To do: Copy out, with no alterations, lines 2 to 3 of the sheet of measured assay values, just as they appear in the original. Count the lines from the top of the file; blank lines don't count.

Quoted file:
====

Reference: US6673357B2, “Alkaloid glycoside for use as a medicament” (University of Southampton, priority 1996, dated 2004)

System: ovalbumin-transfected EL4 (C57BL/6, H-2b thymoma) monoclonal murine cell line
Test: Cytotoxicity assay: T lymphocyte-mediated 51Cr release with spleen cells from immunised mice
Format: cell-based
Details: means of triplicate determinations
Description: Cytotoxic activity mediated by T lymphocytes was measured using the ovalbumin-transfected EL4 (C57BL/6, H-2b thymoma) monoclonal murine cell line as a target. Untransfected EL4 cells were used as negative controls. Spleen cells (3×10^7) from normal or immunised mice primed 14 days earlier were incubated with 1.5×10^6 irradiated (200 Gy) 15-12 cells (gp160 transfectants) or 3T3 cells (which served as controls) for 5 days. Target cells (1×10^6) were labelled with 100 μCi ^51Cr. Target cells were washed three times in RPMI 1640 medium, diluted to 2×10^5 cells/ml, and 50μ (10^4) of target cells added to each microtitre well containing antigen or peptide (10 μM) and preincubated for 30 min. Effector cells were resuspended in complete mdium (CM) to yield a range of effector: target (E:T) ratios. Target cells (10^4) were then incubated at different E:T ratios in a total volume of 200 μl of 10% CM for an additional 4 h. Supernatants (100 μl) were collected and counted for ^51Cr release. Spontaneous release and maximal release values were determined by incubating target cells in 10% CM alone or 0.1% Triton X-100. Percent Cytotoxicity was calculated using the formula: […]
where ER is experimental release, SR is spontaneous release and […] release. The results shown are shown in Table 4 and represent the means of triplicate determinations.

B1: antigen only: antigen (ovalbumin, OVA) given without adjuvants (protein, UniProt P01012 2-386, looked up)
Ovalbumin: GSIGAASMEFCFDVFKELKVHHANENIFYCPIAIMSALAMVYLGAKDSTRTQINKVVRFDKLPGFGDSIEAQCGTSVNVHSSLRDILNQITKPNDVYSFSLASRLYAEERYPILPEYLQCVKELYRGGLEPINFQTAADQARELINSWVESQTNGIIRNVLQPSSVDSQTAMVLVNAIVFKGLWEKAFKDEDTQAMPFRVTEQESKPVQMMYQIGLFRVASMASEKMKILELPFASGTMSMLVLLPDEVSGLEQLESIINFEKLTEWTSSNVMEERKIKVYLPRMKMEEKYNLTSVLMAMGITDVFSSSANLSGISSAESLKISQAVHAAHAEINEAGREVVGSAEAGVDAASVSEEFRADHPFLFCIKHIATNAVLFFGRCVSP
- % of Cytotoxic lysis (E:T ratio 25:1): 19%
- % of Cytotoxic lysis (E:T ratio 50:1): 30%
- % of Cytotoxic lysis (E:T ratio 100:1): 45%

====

System: ovalbumin-transfected EL4 (C57BL/6, H-2b thymoma) monoclonal murine cell line
Test: Cytotoxicity assay: T lymphocyte-mediated 51Cr release with spleen cells from immunised mice